In a previous post we looked at how long term static stretching might influence the structural properties of the connective and muscular tissue that crosses joints. The question was whether static stretching changes passive stiffness. Interestingly, we saw good research showing different results. One point of that post was to continually challenge our own biases by looking to other research to try to disprove what you think you know. This post will continue in that vein and will also blow you away with the most interesting thing about long term static stretching that never gets any press Static stretching has been vilified for more than decade. Like most things we've probably run too far in our practical applications of the research. Briefly, static stretching for more than 60 seconds will result in very tiny strength and power losses during simple activities between 1-5%. (Kay and Blazevich 2012, Simic 2013) But these losses in performance don't really translate to more complicated sport performances and other researchers have argued that this muscle inhibition found in a lab setting might not even occur during sport performance (McHugh 2010).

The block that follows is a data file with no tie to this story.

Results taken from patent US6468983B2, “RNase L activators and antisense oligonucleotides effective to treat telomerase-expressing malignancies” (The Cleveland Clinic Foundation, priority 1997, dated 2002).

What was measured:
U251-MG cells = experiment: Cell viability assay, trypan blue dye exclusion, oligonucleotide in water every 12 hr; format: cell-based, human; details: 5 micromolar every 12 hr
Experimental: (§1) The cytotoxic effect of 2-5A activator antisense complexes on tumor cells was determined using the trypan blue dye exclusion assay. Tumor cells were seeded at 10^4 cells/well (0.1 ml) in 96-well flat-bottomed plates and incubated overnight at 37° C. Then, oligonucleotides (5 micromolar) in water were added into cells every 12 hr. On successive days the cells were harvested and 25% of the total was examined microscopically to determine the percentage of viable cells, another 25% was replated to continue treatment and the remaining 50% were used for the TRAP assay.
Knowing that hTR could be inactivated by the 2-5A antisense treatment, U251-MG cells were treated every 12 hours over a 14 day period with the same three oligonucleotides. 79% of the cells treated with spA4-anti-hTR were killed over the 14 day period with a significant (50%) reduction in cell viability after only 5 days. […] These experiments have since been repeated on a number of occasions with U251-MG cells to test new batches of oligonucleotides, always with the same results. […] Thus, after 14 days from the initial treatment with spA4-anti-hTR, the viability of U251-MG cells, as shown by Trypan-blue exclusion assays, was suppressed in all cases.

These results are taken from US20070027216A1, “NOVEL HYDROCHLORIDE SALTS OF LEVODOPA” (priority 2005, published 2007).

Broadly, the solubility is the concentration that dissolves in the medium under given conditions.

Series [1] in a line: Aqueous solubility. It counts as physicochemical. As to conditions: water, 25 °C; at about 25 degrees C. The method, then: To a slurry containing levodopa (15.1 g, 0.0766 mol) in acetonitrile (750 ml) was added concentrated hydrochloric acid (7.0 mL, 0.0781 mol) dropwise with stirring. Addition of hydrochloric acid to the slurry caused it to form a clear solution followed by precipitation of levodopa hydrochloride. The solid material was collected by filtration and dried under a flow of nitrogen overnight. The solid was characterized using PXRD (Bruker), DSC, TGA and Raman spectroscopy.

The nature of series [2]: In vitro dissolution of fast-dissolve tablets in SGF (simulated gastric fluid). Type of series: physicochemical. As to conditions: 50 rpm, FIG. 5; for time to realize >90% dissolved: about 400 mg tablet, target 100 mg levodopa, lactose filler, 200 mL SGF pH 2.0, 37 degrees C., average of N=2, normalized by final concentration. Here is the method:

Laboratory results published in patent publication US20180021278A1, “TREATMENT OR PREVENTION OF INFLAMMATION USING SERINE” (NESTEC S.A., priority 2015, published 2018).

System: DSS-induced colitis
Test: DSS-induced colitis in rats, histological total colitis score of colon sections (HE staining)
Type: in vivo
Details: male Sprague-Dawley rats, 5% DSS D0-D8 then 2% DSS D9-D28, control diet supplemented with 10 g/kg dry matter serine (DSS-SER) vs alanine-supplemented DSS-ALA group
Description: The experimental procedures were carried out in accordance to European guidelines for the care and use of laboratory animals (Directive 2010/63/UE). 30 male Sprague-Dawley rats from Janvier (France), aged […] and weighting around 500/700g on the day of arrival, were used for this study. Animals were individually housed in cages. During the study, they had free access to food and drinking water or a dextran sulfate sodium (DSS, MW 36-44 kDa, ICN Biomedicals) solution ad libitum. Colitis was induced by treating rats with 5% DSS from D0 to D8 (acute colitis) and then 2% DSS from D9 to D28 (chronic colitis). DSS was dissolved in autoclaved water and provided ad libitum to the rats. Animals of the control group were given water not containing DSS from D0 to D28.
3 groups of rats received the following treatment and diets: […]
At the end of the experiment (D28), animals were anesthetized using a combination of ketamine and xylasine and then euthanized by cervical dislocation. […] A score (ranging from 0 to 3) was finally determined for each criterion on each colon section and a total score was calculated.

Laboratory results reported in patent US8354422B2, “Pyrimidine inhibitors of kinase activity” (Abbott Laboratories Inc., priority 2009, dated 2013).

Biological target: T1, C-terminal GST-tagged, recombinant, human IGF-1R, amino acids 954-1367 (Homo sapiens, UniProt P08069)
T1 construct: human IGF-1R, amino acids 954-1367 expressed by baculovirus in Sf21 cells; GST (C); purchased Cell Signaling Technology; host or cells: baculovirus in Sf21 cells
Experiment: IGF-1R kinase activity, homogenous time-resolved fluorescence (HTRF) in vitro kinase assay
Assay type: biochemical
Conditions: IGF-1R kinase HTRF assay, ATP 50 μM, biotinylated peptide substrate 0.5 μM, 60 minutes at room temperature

Recent systematic and narrative reviews suggest pre-participation static stretching does not reduce injuries but again there might be a catch. Both McHugh (2010), Witvrouw (2007) and Jamtvedt (2010) have argued that pre-participation static stretching might be injury preventive if you segregate injuries related to muscular strains and the stretch shortening cycle. This post can't go into the gory details of all of that research but the point is to be aware of these dissenting views.
OK. Now here is the research that I find amazing. And again, it strong challenges what we think static stretching does.
How Long Term Static Stretching Could Increase Performance
Again, my previous bias was to not stretch with the exception of sports that needed that range of motion. I still think there are more important things to do with your time but that is another topic. We have some research that long term static stretching actually improves performance in things like strength, power and speed (Kokkonen 2007). To me, those findings are just counter-intuitive and I had difficulty reconciling them with my views of stretching in general.
But there is one possible explanation for changes in performance after long term static stretching and that is related to Tendon Viscoelasticity and this is where shit gets amazing.
Biological materials (e.g tendon and connective tissue) exhibit viscoelastic behaviour. Meaning they have a hysteresis loop when you load and then unload them. Like they have a memory. Their resistance to stretch or stiffness is influenced by previous loading.